The current study had several limitations. The data were not updated, as data were collected in 2008. The sample size was also small. The results may not be representative of all drivers or fatal road accidents in Iran. Data were not available on professional drivers who drive for a living or they were merely vehicle operators. Also, we did not know the location of the accidents (metropolitan areas or high-speed inter-city highways). These limitations were present because the main study was not designed specifically for the investigation of the pattern of drug use among drivers who were involved in fatal accidents, but had instead aimed to investigate drug use among Iranian prisoners. The current study used only a subsample of the participants of the main study in whom reason for imprisonment was a fatal road accident. The study, however, had a few strengths, as well. This was one of very few studies on the pattern of drug use in fatal accidents in Iran. The study did not solely rely on self-reported data, as it also implemented screening tests. Further studies with large and random sample sizes are needed. Published guidelines should be consulted for future drugged driving research (12).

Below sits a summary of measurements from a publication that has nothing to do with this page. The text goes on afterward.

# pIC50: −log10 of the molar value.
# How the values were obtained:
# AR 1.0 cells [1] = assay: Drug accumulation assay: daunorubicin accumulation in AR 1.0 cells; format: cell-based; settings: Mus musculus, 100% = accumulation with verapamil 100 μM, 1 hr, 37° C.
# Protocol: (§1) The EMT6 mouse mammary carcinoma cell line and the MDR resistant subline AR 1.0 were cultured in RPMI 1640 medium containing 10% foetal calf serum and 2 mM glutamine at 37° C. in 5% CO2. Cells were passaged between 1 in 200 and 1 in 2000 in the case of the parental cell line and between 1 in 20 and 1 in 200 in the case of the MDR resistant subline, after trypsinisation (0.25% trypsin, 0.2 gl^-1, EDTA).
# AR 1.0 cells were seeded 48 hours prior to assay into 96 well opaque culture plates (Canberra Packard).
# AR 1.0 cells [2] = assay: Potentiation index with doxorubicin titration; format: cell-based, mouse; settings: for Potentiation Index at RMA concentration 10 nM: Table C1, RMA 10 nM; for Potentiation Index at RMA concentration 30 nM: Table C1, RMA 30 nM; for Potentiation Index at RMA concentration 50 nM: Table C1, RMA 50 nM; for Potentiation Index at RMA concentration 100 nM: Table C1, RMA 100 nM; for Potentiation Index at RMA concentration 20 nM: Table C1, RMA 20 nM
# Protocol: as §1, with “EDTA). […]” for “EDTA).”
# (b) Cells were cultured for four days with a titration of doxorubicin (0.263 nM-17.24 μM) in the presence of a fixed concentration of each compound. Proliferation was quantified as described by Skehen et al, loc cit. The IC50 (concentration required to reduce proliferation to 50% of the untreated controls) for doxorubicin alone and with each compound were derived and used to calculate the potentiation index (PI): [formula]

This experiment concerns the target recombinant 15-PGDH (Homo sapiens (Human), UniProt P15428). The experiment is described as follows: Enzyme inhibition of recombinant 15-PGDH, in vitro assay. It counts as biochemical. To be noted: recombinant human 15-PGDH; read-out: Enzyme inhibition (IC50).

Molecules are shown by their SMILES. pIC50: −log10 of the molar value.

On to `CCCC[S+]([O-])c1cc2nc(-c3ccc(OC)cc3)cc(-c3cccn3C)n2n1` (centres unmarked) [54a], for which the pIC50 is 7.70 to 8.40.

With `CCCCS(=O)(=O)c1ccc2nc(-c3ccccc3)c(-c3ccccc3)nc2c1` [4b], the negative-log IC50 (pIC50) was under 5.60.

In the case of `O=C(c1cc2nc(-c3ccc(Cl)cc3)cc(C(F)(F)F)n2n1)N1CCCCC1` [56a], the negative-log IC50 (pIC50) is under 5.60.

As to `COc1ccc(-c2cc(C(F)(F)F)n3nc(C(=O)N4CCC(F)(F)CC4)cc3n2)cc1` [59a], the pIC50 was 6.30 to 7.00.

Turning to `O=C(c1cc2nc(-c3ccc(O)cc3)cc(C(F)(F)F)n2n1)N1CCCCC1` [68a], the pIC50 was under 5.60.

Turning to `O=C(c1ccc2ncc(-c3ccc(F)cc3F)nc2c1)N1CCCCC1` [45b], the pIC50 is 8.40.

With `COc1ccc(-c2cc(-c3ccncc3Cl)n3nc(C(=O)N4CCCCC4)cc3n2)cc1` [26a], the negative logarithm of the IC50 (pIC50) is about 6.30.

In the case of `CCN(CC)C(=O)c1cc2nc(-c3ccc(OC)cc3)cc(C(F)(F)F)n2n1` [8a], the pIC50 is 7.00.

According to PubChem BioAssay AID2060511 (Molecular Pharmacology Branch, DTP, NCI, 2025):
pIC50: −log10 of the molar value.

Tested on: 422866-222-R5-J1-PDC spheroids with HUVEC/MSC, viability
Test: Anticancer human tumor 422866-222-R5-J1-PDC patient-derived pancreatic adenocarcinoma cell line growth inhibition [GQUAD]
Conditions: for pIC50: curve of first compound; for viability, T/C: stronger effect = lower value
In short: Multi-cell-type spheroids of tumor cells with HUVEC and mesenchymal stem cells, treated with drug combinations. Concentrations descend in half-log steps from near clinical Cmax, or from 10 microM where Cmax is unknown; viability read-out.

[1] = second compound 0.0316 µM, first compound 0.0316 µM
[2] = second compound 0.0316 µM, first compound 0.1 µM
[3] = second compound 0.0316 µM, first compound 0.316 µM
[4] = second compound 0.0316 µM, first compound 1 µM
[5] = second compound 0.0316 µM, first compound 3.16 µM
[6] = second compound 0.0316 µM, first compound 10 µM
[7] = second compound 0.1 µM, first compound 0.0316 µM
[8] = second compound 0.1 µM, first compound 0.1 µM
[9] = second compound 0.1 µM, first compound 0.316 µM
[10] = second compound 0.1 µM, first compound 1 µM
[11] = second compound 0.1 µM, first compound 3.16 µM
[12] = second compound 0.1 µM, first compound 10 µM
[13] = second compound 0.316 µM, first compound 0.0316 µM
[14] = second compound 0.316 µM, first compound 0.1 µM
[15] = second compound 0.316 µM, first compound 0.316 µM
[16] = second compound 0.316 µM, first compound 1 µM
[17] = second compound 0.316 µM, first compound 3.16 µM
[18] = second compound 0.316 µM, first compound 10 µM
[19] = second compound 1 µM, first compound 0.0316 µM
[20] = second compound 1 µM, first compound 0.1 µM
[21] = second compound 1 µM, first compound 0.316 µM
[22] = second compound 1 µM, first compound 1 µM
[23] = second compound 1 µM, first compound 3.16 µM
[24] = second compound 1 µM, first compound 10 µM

In Iran, relying on self-reported data will result in under-estimation of contribution of drugged driving to the fatal road accidents in Iran. Thus, drug screening tests should be implemented for all, or at least suspected cases, of drugged driving. Opioids and cannabis should be included in drug screening protocols of Iranian drivers.
Conflict of Interest Statement
The authors declare that the research was conducted in the absence of any commercial or financial relationships that could be construed as a potential conflict of interest.
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Keywords: substance use, drugged driving, Iran, drivers, driving, road accidents, injury
Citation: Assari S, Moghani Lankarani M, Dejman M, Farnia M, Alasvand R, Sehat M, Roshanpazooh M, Tavakoli M, Jafari F and Ahmadi K (2014) Drug use among Iranian drivers involved in fatal car accidents. Front. Psychiatry 5:69. doi: 10.3389/fpsyt.2014.00069
Received: 06 September 2013; Accepted: 31 May 2014;
Published online: 29 August 2014.
Edited by:Mohammadreza Mokhtari, Hartford Hospital, USA
Copyright: © 2014 Assari, Moghani Lankarani, Dejman, Farnia, Alasvand, Sehat, Roshanpazooh, Tavakoli, Jafari and Ahmadi. This is an open-access article distributed under the terms of the Creative Commons Attribution License (CC BY). The use, distribution or reproduction in other forums is permitted, provided the original author(s) or licensor are credited and that the original publication in this journal is cited, in accordance with accepted academic practice. No use, distribution or reproduction is permitted which does not comply with these terms.
*Correspondence: Khodabakhsh Ahmadi, Behavioral Sciences Research Center, Baqiyatallah Medical Sciences University, Mollasadra Street, P.O. Box 19945-546, Tehran, Iran e-mail: email@example.com